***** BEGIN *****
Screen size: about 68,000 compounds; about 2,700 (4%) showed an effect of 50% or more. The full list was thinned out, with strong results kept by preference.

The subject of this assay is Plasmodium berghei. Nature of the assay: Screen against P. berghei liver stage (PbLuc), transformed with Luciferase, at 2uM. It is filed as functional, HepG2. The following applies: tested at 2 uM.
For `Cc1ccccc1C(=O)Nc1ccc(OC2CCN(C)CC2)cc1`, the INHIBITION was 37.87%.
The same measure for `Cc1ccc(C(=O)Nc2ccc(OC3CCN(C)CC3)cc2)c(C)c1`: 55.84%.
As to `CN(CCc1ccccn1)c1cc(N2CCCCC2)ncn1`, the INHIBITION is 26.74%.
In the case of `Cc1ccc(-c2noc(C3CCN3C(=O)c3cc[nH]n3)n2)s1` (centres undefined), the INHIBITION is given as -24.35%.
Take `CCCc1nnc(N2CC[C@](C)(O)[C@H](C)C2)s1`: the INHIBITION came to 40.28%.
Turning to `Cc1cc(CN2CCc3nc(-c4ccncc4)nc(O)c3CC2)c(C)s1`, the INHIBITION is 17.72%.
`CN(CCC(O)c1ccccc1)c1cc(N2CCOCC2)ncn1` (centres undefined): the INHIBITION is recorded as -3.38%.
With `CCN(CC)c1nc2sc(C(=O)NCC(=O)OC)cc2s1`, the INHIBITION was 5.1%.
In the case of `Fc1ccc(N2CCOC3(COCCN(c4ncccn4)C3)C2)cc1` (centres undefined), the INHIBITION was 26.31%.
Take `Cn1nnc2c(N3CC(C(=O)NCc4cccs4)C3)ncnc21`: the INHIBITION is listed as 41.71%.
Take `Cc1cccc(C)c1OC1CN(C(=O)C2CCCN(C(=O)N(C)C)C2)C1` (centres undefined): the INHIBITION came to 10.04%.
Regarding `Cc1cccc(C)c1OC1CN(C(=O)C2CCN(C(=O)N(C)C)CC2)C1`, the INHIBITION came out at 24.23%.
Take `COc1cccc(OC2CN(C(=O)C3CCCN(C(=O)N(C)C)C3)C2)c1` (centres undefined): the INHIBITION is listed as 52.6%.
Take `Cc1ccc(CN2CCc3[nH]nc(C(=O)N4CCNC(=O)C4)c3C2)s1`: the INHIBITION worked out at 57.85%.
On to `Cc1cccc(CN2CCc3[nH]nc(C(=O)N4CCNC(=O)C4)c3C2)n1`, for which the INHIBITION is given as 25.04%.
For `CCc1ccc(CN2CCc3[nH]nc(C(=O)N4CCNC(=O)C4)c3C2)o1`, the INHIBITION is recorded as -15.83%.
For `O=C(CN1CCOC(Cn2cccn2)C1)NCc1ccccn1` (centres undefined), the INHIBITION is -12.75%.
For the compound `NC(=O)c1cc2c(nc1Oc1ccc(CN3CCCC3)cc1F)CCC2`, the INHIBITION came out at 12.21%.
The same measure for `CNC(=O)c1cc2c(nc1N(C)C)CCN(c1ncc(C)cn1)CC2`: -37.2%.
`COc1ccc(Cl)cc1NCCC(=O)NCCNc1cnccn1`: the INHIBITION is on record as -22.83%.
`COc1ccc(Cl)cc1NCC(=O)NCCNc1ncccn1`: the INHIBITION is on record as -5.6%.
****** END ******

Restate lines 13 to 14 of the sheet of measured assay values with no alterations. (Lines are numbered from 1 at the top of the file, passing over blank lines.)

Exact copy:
Take `Cc1cccc(C)c1OC1CN(C(=O)C2CCCN(C(=O)N(C)C)C2)C1` (centres undefined): the INHIBITION came to 10.04%.
Regarding `Cc1cccc(C)c1OC1CN(C(=O)C2CCN(C(=O)N(C)C)CC2)C1`, the INHIBITION came out at 24.23%.